Progress on mental health

March 13, 2018

Progress _mental _health

In January 2018, the Joint Task Force on Mental Health released a third report, which puts forward a number of important proposals aimed at fostering positive mental health in the workplace. The joint task force includes Treasury Board and a number of public service unions, including CAPE.

Unions and employers have a long tradition of working together towards healthy and safe workplaces. But these joint health and safety committees have largely focused on tangible hazards – after all, this is what they were originally designed to address. In response, the joint task force proposes a Psychological Health and Safety Management System, which “focuses on the identification and mitigation of hazards that can affect the psychological health and safety of employees in the workplace”.

The report proposes a two-pronged definition of psychologically safe and healthy workplaces:

1) one where every reasonable effort is made to promote the mental health of employees; and 2) one that allows no significant harm to employees’ mental health in negligent, reckless or intentional ways and where every reasonable effort is made to protect the mental health of employees through harm reduction strategies based on due diligence.

Beyond setting concrete goals, the definition also helped guide the task force’s recommendations.

“Our members are passionate about the issue of mental health in the workplace,” said CAPE President Greg Phillips. “They want to see initiatives that will support members experiencing mental health issues – and they want to see preventative measures that address workplace stressors before they adversely affect their mental health.”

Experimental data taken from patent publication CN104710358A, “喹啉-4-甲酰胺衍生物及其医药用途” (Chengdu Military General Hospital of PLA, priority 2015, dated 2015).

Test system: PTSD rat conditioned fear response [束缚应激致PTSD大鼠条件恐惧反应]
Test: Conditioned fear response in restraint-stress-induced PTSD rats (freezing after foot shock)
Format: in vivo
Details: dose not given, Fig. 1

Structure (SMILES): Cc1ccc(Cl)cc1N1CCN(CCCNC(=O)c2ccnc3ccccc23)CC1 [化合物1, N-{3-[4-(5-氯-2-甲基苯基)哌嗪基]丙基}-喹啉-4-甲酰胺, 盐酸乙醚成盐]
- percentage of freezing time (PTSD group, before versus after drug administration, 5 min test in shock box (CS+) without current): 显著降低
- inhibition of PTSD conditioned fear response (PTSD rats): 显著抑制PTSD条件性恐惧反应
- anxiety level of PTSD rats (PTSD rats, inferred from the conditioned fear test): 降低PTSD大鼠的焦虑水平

Members who share this passion are encouraged to look for opportunities to get involved in their department’s Psychological Health and Safety Management System. According to Treasury Board, there’s a correlation between the program’s level of success and employee participation. The PHSMS doesn’t impose a top-down approach; rather, it’s meant to be co-developed by the employer, employees and unions. The more employees participate in its development, the more likely it is to be favourably received across the workplace.

The task force’s recommendations also included the creation of a Centre of expertise on mental health in the workplace. The centre – a joint initiative between the employer and public service unions – will provide guidance and expertise to federal departments and agencies as they work to achieve new national standards on mental health in the workplace. The centre’s website also offers tools and resources aimed at helping employers and employees create healthy workplaces. 

According to Treasury Board, about half of all disability claims are related to mental health.

To find out more about the report, please click here.